CRYSTAL LAKE – A new Illinois law aiming to eliminate automatic zero-tolerance suspensions and expulsions goes into effect Sept. 15. As a result, two Crystal Lake-based District 47 principals have been holding workshops on restorative justice to teach other Illinois administrators alternative student disciplinary measures.
The Illinois Principals Association started the restorative justice workshops in the spring with the goal of helping Illinois administrators comply with the new law, Public Act 99-456. The seminars are led by District 47’s Steve Scarfe, principal at North Elementary School, and Jeff Prickett, principal at Richard Bernotas Middle School.
“School systems have been the same way for about 150 years, so trying to approach things differently will be a challenge,” Scarfe said.
The new law will attempt to establish specific ground rules for when Illinois school districts can issue certain punishments, such as out-of-school suspensions and expulsions. It also will require that schools use all possible intervention methods before administrators issue an expulsion.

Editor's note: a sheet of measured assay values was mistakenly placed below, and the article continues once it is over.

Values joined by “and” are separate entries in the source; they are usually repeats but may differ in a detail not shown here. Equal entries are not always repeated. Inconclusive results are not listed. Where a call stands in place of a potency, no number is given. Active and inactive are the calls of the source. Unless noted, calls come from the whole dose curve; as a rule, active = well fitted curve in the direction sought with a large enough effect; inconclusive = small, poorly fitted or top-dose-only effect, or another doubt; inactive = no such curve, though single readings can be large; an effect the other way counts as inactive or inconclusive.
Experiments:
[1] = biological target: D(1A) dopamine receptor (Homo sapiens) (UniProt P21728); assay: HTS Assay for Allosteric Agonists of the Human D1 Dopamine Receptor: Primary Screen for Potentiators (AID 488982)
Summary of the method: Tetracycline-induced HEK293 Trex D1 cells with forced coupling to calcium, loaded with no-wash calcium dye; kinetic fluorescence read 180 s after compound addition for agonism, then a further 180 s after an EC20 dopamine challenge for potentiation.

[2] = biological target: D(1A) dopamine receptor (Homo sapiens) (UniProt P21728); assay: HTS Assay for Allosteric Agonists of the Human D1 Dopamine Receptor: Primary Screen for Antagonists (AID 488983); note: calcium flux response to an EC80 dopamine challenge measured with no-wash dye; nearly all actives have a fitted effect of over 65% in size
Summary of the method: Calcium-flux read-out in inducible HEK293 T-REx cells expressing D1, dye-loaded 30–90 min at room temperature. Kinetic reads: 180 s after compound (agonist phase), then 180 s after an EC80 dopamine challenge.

The workshops taught by Scarfe and Prickett go over the philosophy behind restorative practices and offer suggestions on how school districts can implement new programs that comply with the law.
“The administrators in District 47 are invested in what’s best for our kids, and we believe that restorative practices are what’s best for students,” Scarfe said. “When you suspend a student, all you’re doing is pushing the problem off, and you’re not addressing the root cause of the behavior. Restorative justice is a more fair approach that attempts to fix that problem.”
Prickett was in agreement with Scarfe on disciplining students via restorative practices rather than zero-tolerance methods.
“I wholeheartedly believe the more we suspend and possibly expel them increases their chance of going into the penal system or dropping out of school,” Prickett said.
Prickett said one practice he’d like to implement at his school is restorative conferences.
“I really like the idea of social circles, where kids can just talk about their issues with their peers and trusted teachers.” Prickett said. “That way, students can get to know each other better, and teachers can have a better relationship with their kids.”
Scarfe and Prickett plan to continue leading the workshops through next summer.